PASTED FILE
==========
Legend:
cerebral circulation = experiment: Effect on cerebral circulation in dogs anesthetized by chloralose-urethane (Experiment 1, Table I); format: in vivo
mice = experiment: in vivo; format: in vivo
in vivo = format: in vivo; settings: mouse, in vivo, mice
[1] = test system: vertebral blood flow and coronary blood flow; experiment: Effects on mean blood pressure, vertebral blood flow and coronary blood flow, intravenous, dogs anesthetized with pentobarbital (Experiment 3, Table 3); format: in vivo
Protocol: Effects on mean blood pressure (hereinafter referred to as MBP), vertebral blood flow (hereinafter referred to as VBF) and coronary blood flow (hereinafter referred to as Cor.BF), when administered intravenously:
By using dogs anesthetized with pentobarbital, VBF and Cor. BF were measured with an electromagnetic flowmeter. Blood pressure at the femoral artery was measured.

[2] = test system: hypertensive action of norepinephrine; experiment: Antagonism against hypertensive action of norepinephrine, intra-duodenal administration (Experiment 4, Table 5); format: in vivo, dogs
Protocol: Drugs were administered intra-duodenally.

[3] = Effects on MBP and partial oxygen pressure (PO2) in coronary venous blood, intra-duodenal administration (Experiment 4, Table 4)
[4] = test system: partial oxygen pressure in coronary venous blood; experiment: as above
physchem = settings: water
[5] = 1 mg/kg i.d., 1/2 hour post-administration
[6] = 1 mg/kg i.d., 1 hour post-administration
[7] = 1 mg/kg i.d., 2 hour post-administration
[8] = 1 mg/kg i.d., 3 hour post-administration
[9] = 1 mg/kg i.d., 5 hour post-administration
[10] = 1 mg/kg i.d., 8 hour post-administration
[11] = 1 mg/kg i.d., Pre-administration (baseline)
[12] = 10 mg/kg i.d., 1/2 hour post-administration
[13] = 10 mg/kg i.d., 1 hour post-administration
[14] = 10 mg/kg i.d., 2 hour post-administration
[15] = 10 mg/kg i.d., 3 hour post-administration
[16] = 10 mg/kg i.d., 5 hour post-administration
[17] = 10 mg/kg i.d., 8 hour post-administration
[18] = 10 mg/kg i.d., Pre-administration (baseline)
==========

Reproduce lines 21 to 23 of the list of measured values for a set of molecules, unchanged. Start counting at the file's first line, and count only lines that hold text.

[13] = 10 mg/kg i.d., 1 hour post-administration
[14] = 10 mg/kg i.d., 2 hour post-administration
[15] = 10 mg/kg i.d., 3 hour post-administration